Why is sorry the hardest word for a politician to say? It wasn't until Thursday afternoon, more than 24 hours after Melbourne's Kiis FM host Jason Hawkins put him on the spot, that the Prime Minister finally expressed the regret over the bungling of the vaccination roll-out millions of Australians have been waiting for.
"I'm sorry that we haven't been able to achieve the marks that we had hoped for at the beginning of the year," he said. "Of course I am."
Contrast that to his response when Hawkins asked "Can you just say "sorry Jase"?
"Well, we have had our problems, there is no doubt about that, and they are problems that are not always things within control," Mr Morrison said.
While he accepted responsibility for the vaccination program, he would not apologise for one of the worst examples of overpromising and underdelivering in the nation's history.
When the Treasurer, Josh Frydenberg, was questioned along similar lines on Thursday morning, he too doubled down on the "all care, no personal responsibility" line, telling the ABC's Lisa Miller: "The Prime Minister yesterday accepted responsibility for the vaccine rollout..."
The effect of this refusal to admit errors had been made and to apologise for them, as has so often been the case with this government, created another unfortunate distraction at a time of national crisis.
It is yet another example of the government remaining focussed on the rear view mirror and waxing lyrical about past achievements while failing to keep at least one eye on the twists, turns and bumps in the rocky road ahead.
The misapprehension, despite the fact the virulence of the Delta strain had been known for months, that it could be dealt with using the same techniques that had worked in mid-2020, is a classic example of this.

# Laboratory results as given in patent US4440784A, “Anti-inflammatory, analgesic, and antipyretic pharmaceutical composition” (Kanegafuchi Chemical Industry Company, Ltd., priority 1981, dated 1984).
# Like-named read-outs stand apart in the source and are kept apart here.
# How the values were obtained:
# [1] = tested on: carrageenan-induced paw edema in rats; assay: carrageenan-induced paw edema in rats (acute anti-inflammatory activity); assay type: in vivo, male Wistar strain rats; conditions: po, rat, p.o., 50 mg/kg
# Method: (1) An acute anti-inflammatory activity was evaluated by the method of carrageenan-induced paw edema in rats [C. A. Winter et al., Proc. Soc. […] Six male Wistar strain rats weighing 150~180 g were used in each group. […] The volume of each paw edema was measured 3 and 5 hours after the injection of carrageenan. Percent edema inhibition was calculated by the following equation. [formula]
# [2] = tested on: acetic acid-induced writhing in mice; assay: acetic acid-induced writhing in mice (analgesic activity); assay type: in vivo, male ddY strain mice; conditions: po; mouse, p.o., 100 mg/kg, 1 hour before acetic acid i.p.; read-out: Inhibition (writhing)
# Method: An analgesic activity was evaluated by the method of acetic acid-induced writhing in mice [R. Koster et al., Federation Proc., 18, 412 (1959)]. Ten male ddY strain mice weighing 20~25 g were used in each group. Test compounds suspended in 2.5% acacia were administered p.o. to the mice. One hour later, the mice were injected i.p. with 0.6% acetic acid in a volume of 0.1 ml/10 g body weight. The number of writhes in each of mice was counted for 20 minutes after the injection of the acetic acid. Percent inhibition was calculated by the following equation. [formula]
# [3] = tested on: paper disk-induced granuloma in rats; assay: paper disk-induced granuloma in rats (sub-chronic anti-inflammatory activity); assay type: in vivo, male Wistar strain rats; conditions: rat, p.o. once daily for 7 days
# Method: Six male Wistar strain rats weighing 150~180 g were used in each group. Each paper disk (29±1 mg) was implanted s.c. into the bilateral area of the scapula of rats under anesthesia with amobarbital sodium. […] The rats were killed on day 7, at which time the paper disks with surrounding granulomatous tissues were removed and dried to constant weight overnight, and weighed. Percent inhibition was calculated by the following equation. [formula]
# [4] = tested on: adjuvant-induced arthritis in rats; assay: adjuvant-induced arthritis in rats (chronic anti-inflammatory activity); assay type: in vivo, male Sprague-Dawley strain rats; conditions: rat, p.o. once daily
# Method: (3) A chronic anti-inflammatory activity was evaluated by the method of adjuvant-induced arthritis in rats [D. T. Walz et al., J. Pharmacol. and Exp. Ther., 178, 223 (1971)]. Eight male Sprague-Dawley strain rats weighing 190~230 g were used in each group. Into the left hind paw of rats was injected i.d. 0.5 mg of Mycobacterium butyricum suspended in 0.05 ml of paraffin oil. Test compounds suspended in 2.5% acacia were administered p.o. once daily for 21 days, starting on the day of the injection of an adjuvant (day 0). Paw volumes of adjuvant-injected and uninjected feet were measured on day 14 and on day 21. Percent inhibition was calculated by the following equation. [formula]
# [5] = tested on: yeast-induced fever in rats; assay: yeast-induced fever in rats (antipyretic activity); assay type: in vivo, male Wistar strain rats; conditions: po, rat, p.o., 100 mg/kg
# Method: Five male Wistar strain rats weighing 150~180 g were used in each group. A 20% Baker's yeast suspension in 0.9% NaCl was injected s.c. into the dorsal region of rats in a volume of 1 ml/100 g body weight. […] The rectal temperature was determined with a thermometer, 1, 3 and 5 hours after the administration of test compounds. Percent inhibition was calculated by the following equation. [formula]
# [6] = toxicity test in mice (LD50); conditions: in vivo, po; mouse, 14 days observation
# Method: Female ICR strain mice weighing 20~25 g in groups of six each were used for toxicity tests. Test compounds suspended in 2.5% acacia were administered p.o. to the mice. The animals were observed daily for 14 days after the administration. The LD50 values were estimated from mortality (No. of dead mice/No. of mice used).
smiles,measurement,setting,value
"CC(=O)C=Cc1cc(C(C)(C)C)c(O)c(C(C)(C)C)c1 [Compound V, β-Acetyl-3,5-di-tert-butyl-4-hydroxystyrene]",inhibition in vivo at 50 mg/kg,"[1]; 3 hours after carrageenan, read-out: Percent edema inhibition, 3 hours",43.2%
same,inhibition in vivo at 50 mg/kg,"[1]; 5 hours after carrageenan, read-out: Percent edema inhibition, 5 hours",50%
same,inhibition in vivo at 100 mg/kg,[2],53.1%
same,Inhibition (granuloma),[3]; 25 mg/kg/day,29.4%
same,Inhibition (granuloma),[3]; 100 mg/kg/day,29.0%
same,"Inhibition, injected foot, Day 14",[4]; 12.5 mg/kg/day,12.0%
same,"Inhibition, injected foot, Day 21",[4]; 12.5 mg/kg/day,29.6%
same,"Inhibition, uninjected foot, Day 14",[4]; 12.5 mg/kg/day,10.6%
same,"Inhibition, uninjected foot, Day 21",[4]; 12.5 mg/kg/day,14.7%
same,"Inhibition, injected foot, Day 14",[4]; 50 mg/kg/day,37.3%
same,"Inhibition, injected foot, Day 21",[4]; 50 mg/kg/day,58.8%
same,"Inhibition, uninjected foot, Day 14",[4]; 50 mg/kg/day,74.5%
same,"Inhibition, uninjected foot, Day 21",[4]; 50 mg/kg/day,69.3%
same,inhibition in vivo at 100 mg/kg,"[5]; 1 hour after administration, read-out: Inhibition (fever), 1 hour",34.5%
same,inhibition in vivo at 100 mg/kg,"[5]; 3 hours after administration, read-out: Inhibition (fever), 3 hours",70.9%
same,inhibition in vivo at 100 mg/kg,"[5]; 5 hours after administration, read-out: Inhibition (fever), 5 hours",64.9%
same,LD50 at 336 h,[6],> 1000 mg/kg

Instead of saying "this is not a race" the Prime Minister and his team should have been moving heaven and earth to get as many jabs into as many arms as possible using any and all of the means employed overseas.
And as for the claims that the vaccination program has been fixed and that everything will come good.... well we've heard that one before. Let's wait and see.
Another instance of this failure to realise just how quickly the situation could change was the decision to disband JobKeeper against the wishes of thousands of employers, millions of workers and significant expert opinion.
How much better off would we be right now if, instead of destroying such a highly successful program root and branch, the government had kept the mechanisms in place so they could be invoked in the event of additional extended lockdowns?
While it has belatedly come to the party with payments of $600 a week for full-time workers and $375 for part-timers, it has taken since the start of the fourth Victorian lockdown almost two months ago to get there.
Mr Morrison's dismissal of JobKeeper as the solution "to last year's problem" on the grounds that "when we put JobKeeper in place it took six weeks... for the system to be rolled out" is curious indeed.
That program, after all, had to be developed from scratch. It has taken almost as long this time around to come up with a far less satisfactory program that doesn't keep workers and employers connected.
This government, to its credit, flexed very successfully when the virus first struck in 2020.
It needs to demonstrate it has the capacity to do so again.
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